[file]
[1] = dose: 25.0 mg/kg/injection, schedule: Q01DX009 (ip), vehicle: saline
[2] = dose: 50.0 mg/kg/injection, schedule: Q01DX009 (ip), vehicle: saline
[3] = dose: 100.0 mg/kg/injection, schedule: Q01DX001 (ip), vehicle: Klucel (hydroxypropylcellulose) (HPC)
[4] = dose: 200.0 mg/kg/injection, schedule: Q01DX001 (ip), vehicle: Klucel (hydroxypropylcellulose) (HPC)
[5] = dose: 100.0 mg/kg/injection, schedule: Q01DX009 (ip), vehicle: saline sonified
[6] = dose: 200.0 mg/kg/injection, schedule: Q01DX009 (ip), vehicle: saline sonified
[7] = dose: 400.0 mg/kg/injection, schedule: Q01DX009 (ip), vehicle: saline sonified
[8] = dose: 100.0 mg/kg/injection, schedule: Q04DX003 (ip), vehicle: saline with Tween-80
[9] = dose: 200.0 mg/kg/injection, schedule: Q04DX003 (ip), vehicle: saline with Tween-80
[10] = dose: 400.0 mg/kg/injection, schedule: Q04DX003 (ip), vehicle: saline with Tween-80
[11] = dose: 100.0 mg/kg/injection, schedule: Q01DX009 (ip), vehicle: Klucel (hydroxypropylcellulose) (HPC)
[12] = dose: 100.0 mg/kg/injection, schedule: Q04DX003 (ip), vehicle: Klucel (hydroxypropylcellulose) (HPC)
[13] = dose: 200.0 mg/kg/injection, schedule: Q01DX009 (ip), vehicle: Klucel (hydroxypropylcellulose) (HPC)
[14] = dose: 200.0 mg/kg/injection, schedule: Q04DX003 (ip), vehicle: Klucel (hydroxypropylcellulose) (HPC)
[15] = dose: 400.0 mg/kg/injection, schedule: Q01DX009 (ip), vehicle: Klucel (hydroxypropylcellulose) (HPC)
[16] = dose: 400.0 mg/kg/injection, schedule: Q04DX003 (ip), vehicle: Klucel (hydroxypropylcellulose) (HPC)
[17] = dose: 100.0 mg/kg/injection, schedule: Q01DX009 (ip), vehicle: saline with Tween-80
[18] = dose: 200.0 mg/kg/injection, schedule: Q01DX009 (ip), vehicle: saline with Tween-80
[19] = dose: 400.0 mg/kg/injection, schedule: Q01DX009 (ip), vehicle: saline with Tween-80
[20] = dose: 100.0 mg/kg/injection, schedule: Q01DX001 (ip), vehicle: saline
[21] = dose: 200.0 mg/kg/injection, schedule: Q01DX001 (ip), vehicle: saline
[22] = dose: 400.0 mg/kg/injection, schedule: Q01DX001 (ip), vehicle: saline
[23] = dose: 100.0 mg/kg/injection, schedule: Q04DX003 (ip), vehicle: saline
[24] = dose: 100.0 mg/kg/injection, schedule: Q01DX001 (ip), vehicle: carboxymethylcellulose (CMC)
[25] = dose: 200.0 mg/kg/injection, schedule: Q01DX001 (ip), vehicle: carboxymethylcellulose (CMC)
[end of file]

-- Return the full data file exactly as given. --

[1] = dose: 25.0 mg/kg/injection, schedule: Q01DX009 (ip), vehicle: saline
[2] = dose: 50.0 mg/kg/injection, schedule: Q01DX009 (ip), vehicle: saline
[3] = dose: 100.0 mg/kg/injection, schedule: Q01DX001 (ip), vehicle: Klucel (hydroxypropylcellulose) (HPC)
[4] = dose: 200.0 mg/kg/injection, schedule: Q01DX001 (ip), vehicle: Klucel (hydroxypropylcellulose) (HPC)
[5] = dose: 100.0 mg/kg/injection, schedule: Q01DX009 (ip), vehicle: saline sonified
[6] = dose: 200.0 mg/kg/injection, schedule: Q01DX009 (ip), vehicle: saline sonified
[7] = dose: 400.0 mg/kg/injection, schedule: Q01DX009 (ip), vehicle: saline sonified
[8] = dose: 100.0 mg/kg/injection, schedule: Q04DX003 (ip), vehicle: saline with Tween-80
[9] = dose: 200.0 mg/kg/injection, schedule: Q04DX003 (ip), vehicle: saline with Tween-80
[10] = dose: 400.0 mg/kg/injection, schedule: Q04DX003 (ip), vehicle: saline with Tween-80
[11] = dose: 100.0 mg/kg/injection, schedule: Q01DX009 (ip), vehicle: Klucel (hydroxypropylcellulose) (HPC)
[12] = dose: 100.0 mg/kg/injection, schedule: Q04DX003 (ip), vehicle: Klucel (hydroxypropylcellulose) (HPC)
[13] = dose: 200.0 mg/kg/injection, schedule: Q01DX009 (ip), vehicle: Klucel (hydroxypropylcellulose) (HPC)
[14] = dose: 200.0 mg/kg/injection, schedule: Q04DX003 (ip), vehicle: Klucel (hydroxypropylcellulose) (HPC)
[15] = dose: 400.0 mg/kg/injection, schedule: Q01DX009 (ip), vehicle: Klucel (hydroxypropylcellulose) (HPC)
[16] = dose: 400.0 mg/kg/injection, schedule: Q04DX003 (ip), vehicle: Klucel (hydroxypropylcellulose) (HPC)
[17] = dose: 100.0 mg/kg/injection, schedule: Q01DX009 (ip), vehicle: saline with Tween-80
[18] = dose: 200.0 mg/kg/injection, schedule: Q01DX009 (ip), vehicle: saline with Tween-80
[19] = dose: 400.0 mg/kg/injection, schedule: Q01DX009 (ip), vehicle: saline with Tween-80
[20] = dose: 100.0 mg/kg/injection, schedule: Q01DX001 (ip), vehicle: saline
[21] = dose: 200.0 mg/kg/injection, schedule: Q01DX001 (ip), vehicle: saline
[22] = dose: 400.0 mg/kg/injection, schedule: Q01DX001 (ip), vehicle: saline
[23] = dose: 100.0 mg/kg/injection, schedule: Q04DX003 (ip), vehicle: saline
[24] = dose: 100.0 mg/kg/injection, schedule: Q01DX001 (ip), vehicle: carboxymethylcellulose (CMC)
[25] = dose: 200.0 mg/kg/injection, schedule: Q01DX001 (ip), vehicle: carboxymethylcellulose (CMC)